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Copyright 2001 American Medical Association. All Rights Reserved. Applicable FARS/DFARS Restrictions Apply to Government Use.2001
To assess medical students' interest in a career in pediatrics following their categorical pediatric clerkship.
Satisfaction questionnaire to 704 third-year clerks in 5 university medical schools following the pediatric clerkship.
Analysis of the influence of the community office-based experience compared with the inpatient experience, and examination aspects of the office preceptorship most valued by the medical students.
Main Outcome Measure
Satisfaction questionnaire addressing office-based experiences.
Third-year pediatric clerks report that the private office setting provides a valuable learning experience, particularly when there is exposure to a wide spectrum of disease and when the preceptor had time to teach. Feelings about pediatrics as career choice rose during the clerkship from neutral to positive, and the frequency of strongly positive feelings rose from 9.2% to 28.6%. In deciding about pediatrics as a career, experiences with patients and residents in the inpatient setting still seem to count more than those experiences in the outpatient setting.
Categorical pediatric clerkships provide learning environments that influence students positively toward pediatrics as a career choice. This choice is enhanced by encouraging community practitioners with students in their office to expose them to a wide variety of issues and devote time to teaching.
CLINICAL training for medical students is increasingly occurring in ambulatory as opposed to inpatient settings, including the offices of community preceptors.1 Indeed, a survey of 70 pediatric clerkships disclosed that fully two thirds of these include outpatient education in private offices, and that students spend an average of 1.2 weeks in that setting.2 Most teaching in the office setting is accomplished through one-on-one clinical precepting between a clinical faculty member and a student, and feedback from students about these experiences throughout the years has been mixed. As is expected, students make career choices based on their clerkship experiences; however, less is known about the extent to which ambulatory-based or community-based education influences career preference, or about which aspects of these experiences are most valued. Given these considerations, we examined a set of themes on the office-based experience to probe the following questions: What is the influence of the office-based experience compared with the traditional inpatient experience on students' interest in a career in pediatrics? What aspects of the office preceptorship are most valued by the medical students?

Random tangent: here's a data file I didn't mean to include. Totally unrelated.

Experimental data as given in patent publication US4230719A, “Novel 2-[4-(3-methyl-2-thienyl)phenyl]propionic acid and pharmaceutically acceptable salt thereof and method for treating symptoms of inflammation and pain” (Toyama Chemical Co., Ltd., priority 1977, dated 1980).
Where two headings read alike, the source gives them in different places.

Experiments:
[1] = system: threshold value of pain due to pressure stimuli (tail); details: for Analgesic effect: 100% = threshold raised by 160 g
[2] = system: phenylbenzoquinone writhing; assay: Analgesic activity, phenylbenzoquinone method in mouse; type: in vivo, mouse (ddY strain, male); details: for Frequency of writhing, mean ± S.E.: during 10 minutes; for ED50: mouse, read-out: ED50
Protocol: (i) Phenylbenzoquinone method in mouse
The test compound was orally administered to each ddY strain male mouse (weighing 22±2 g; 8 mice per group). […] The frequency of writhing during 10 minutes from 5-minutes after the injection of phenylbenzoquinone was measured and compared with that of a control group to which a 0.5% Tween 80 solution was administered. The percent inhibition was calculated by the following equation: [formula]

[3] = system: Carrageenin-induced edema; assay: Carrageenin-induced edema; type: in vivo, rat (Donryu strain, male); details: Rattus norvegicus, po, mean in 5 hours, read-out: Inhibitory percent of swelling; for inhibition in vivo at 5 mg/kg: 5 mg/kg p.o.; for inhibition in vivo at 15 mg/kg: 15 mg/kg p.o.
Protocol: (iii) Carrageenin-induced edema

We administered a questionnaire to third-year clerks in 5 different schools during the academic year 1997-1998. The 5 schools were the University of Rochester, Rochester, NY, the Medical College of Virginia Commonwealth University, Richmond, the University of Nebraska, Omaha, Indiana University, Indianapolis, and Jefferson Medical College, Philadelphia, Pa. This was a satisfaction questionnaire addressing office-based experiences that was completed at the end of the students' pediatric clerkship. The questionnaire began with 2 questions regarding feelings about pediatrics as a career choice before starting and after completion of the pediatric clerkship. It then proceeded with the 12 questions listed in Table 1 and concluded with a rating of the 5 items presented in Table 2. Data management and statistical analyses were completed using SAS statistical software for Windows, version 6.12 (SAS Institute Inc, Cary, NC). Descriptive data are summarized as means, for ease of presentation, as well as "percent who strongly agree" to reflect the Likert-type questions. Ordinal stepwise logistic regression analyses using the LOGISTIC procedure were used to determine associations between 2 response variables ("the preceptorship was an excellent learning experience" and "feelings about pediatrics as a career at the end of the clerkship") and several explanatory variables. The explanatory variables were left as 5 levels on an continuous ordinal scale rather than dichotomized. The procedure used a stepwise approach, specifying a .10 significance level for entry into the model and a .10 significance for staying in the model. Only those variables with an associated χ2 statistic at the .10 significance level were reported. Data from the 5 institutions were combined for all analyses even though the programs differed slightly in the duration of the private office experience.